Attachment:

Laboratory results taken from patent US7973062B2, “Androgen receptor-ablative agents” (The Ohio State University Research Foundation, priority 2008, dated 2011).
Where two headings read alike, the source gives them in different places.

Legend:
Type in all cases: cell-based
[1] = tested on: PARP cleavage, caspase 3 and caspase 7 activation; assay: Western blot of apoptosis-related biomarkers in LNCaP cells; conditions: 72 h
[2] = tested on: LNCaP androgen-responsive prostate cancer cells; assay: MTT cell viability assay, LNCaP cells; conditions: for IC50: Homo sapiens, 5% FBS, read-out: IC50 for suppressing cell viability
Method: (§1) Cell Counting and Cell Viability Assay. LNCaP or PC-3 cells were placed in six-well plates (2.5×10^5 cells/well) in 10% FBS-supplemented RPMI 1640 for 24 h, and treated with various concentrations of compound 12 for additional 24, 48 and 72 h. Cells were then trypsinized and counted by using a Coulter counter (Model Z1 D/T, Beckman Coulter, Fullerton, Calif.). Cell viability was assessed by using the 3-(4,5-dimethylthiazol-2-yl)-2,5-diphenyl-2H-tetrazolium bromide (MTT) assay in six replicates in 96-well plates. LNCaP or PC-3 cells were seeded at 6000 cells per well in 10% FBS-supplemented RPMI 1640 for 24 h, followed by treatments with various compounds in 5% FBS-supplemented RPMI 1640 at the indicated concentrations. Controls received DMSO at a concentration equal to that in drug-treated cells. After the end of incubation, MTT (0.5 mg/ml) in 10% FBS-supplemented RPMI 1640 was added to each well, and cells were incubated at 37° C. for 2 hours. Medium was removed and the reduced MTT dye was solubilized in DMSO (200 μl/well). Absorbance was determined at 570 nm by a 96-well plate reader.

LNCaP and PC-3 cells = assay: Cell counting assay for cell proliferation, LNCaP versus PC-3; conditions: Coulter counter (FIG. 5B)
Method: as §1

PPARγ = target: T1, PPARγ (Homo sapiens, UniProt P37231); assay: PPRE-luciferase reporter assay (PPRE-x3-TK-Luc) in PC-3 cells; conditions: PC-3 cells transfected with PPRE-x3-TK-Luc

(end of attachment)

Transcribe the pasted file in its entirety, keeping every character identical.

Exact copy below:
Laboratory results taken from patent US7973062B2, “Androgen receptor-ablative agents” (The Ohio State University Research Foundation, priority 2008, dated 2011).
Where two headings read alike, the source gives them in different places.

Legend:
Type in all cases: cell-based
[1] = tested on: PARP cleavage, caspase 3 and caspase 7 activation; assay: Western blot of apoptosis-related biomarkers in LNCaP cells; conditions: 72 h
[2] = tested on: LNCaP androgen-responsive prostate cancer cells; assay: MTT cell viability assay, LNCaP cells; conditions: for IC50: Homo sapiens, 5% FBS, read-out: IC50 for suppressing cell viability
Method: (§1) Cell Counting and Cell Viability Assay. LNCaP or PC-3 cells were placed in six-well plates (2.5×10^5 cells/well) in 10% FBS-supplemented RPMI 1640 for 24 h, and treated with various concentrations of compound 12 for additional 24, 48 and 72 h. Cells were then trypsinized and counted by using a Coulter counter (Model Z1 D/T, Beckman Coulter, Fullerton, Calif.). Cell viability was assessed by using the 3-(4,5-dimethylthiazol-2-yl)-2,5-diphenyl-2H-tetrazolium bromide (MTT) assay in six replicates in 96-well plates. LNCaP or PC-3 cells were seeded at 6000 cells per well in 10% FBS-supplemented RPMI 1640 for 24 h, followed by treatments with various compounds in 5% FBS-supplemented RPMI 1640 at the indicated concentrations. Controls received DMSO at a concentration equal to that in drug-treated cells. After the end of incubation, MTT (0.5 mg/ml) in 10% FBS-supplemented RPMI 1640 was added to each well, and cells were incubated at 37° C. for 2 hours. Medium was removed and the reduced MTT dye was solubilized in DMSO (200 μl/well). Absorbance was determined at 570 nm by a 96-well plate reader.

LNCaP and PC-3 cells = assay: Cell counting assay for cell proliferation, LNCaP versus PC-3; conditions: Coulter counter (FIG. 5B)
Method: as §1

PPARγ = target: T1, PPARγ (Homo sapiens, UniProt P37231); assay: PPRE-luciferase reporter assay (PPRE-x3-TK-Luc) in PC-3 cells; conditions: PC-3 cells transfected with PPRE-x3-TK-Luc